I am not sure how we learned to confront oppression this way. Perhaps it is part of our inheritance from the Taínos, who were known as the most peace-loving of all tribes in the Caribbean. Maybe it is because the island has this almost mysterious way of making you feel beautiful. I think I’ll probably never know how we are able to maintain our felicity even when a boot is on our neck. But I have seen it again and again: Puerto Ricans rebel and rebuild with joy.

For evidence of this, look no further than #PoetsforPuertoRico. Very soon after Hurricane Maria struck, stateside Boricua poets took to organizing poetry readings to raise funds for relief efforts. Founded by Willie Perdomo and then co-organized with Denice Frohman and Noel Quiñones, #PoetsforPuertoRico has already held nine fundraising events across the country including New York City, Chicago, and Philadelphia. The most recent #PoetsforPuertoRico reading was organized by Ana Portnoy Brimmer and Dimitri Reyes on September 29th at The Newark Public Library. In addition to poetry performances, these events have music, refreshments, and book sales, with all proceeds going directly to organizations doing relief work on the island. On full display at these readings is this distinctly Boricua blend of resistance with joy. The events raise money and awareness, but they also raise hope and offer light. I guess what I’ve been trying to say here is that for Puerto Ricans, joy IS resistance.

It is in this spirit that Kweli presents this feature of poets from the Puerto Rican diaspora. The poets included all prove to be adept at brandishing a picket sign with one hand while drumming a guaracha rhythm con la otra. The poets hope you enjoy reading their work, but they also hope that you will lend your support by attending these fundraisers, by donating, and by committing your own revolutionary acts of joy.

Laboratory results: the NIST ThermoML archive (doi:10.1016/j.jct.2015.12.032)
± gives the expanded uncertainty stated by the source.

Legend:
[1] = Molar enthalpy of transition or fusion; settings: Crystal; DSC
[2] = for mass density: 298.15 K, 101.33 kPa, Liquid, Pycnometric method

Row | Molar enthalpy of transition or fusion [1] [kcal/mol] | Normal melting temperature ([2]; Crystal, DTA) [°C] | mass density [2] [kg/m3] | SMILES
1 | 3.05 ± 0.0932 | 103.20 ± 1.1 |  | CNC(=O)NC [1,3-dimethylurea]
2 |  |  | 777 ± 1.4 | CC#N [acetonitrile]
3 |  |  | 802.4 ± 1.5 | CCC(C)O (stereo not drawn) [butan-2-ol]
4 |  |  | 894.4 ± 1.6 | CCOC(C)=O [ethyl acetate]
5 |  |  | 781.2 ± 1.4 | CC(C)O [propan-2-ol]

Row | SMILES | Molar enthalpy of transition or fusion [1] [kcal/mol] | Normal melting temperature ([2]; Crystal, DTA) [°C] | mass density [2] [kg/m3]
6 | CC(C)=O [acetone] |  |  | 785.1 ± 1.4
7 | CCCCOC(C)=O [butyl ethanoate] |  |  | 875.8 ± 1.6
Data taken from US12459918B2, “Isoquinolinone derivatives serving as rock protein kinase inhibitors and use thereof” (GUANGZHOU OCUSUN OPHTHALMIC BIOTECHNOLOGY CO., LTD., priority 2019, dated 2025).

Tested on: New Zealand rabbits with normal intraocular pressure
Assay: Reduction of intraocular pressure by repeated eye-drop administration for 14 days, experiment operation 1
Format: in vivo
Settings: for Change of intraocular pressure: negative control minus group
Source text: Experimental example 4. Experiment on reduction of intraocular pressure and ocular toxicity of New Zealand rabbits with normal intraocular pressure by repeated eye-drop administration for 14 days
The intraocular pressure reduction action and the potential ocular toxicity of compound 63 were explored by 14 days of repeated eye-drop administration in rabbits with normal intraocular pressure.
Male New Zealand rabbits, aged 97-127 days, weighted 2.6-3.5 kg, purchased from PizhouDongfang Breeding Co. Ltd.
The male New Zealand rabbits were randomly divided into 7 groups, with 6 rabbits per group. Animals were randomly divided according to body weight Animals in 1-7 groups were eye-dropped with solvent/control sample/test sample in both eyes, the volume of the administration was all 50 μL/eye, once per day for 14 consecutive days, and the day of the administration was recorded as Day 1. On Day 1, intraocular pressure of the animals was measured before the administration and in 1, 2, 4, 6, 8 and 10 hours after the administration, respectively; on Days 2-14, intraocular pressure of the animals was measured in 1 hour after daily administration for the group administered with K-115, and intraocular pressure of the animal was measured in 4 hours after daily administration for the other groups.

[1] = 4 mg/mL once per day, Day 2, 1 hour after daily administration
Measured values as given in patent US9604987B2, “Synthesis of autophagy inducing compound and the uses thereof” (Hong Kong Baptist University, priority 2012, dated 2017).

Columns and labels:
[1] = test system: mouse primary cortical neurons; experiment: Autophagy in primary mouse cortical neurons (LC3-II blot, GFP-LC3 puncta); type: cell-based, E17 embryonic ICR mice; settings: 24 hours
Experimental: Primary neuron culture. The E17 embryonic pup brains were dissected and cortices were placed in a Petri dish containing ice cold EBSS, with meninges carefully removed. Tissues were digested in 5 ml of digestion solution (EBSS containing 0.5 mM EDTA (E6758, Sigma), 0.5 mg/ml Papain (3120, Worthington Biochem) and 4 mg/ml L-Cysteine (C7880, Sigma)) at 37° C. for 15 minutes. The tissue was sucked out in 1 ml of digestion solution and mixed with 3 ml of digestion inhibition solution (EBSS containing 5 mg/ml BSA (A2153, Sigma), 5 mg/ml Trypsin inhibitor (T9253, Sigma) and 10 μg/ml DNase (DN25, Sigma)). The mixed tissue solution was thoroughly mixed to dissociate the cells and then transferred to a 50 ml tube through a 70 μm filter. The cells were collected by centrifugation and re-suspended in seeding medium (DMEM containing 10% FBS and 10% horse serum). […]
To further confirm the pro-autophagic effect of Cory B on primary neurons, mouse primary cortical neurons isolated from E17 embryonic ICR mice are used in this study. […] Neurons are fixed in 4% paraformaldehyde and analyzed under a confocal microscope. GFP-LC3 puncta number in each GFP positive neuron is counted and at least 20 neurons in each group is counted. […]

My revolution is comfortable
I can wear it in the fields
I can wear it to go dancing
do the dishes
do the laundry
see the movie
do the marching

My revolution is not cut from a pattern, I designed it.

-Rosario Morales(1930-2011)

Vincent Toro
Contributing Editor
Kweli Literary Journal

*I feel the need to add that it has been deeply moving for many of us to see so many non-Puerto Ricans generously donate time and money to help with relief efforts.

Kweli #PoetsforPuertoRico Feature


Sandra María Esteves
Jesus Papoleto Melendez
Rick Kearns


Malcolm Friend
Denice Frohman
Raquel Salas Rivera
Ricardo Alberto Maldonado
Ysabel Y. Gonzalez
Urayoán Noel
Ana Portnoy Brimmer
Dimitri Reyes
Bonafide Rojas

Click here for the PDF of poems.

Donations will continue to be accepted. The donation money went to two presses on the island. To donate to La Impresora email Nicole Delgado at laimpresora.pr@gmail.com. Donors will get a "poesia" postcard.

There is also "Puerto Rico En Mi Corazon" where donors receive poetry broadsides.



Photo credit: Victor J. Blue